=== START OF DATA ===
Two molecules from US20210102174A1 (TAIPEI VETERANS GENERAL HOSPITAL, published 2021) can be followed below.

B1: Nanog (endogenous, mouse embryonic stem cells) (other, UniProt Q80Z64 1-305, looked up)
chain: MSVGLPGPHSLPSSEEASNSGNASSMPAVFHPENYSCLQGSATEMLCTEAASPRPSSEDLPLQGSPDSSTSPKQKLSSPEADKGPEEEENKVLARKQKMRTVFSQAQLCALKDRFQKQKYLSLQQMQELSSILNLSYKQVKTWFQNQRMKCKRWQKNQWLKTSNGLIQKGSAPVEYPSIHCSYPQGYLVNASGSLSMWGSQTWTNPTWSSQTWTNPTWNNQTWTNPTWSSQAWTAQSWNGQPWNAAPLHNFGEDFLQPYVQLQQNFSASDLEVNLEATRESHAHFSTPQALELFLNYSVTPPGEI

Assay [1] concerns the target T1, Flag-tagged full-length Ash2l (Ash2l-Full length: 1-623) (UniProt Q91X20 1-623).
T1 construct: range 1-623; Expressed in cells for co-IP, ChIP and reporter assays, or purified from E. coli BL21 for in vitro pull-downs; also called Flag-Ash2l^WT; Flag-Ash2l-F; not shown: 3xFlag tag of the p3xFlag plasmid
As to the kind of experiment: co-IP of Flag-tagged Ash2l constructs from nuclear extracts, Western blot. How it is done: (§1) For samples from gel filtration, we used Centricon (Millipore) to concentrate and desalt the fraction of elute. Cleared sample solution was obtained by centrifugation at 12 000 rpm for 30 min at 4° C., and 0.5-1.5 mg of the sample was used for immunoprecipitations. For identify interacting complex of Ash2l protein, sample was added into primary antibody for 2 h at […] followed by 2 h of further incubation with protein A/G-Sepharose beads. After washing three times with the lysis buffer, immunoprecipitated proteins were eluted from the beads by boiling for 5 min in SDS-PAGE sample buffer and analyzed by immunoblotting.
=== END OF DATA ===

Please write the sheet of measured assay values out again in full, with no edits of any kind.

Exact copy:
Two molecules from US20210102174A1 (TAIPEI VETERANS GENERAL HOSPITAL, published 2021) can be followed below.

B1: Nanog (endogenous, mouse embryonic stem cells) (other, UniProt Q80Z64 1-305, looked up)
chain: MSVGLPGPHSLPSSEEASNSGNASSMPAVFHPENYSCLQGSATEMLCTEAASPRPSSEDLPLQGSPDSSTSPKQKLSSPEADKGPEEEENKVLARKQKMRTVFSQAQLCALKDRFQKQKYLSLQQMQELSSILNLSYKQVKTWFQNQRMKCKRWQKNQWLKTSNGLIQKGSAPVEYPSIHCSYPQGYLVNASGSLSMWGSQTWTNPTWSSQTWTNPTWNNQTWTNPTWSSQAWTAQSWNGQPWNAAPLHNFGEDFLQPYVQLQQNFSASDLEVNLEATRESHAHFSTPQALELFLNYSVTPPGEI

Assay [1] concerns the target T1, Flag-tagged full-length Ash2l (Ash2l-Full length: 1-623) (UniProt Q91X20 1-623).
T1 construct: range 1-623; Expressed in cells for co-IP, ChIP and reporter assays, or purified from E. coli BL21 for in vitro pull-downs; also called Flag-Ash2l^WT; Flag-Ash2l-F; not shown: 3xFlag tag of the p3xFlag plasmid
As to the kind of experiment: co-IP of Flag-tagged Ash2l constructs from nuclear extracts, Western blot. How it is done: (§1) For samples from gel filtration, we used Centricon (Millipore) to concentrate and desalt the fraction of elute. Cleared sample solution was obtained by centrifugation at 12 000 rpm for 30 min at 4° C., and 0.5-1.5 mg of the sample was used for immunoprecipitations. For identify interacting complex of Ash2l protein, sample was added into primary antibody for 2 h at […] followed by 2 h of further incubation with protein A/G-Sepharose beads. After washing three times with the lysis buffer, immunoprecipitated proteins were eluted from the beads by boiling for 5 min in SDS-PAGE sample buffer and analyzed by immunoblotting.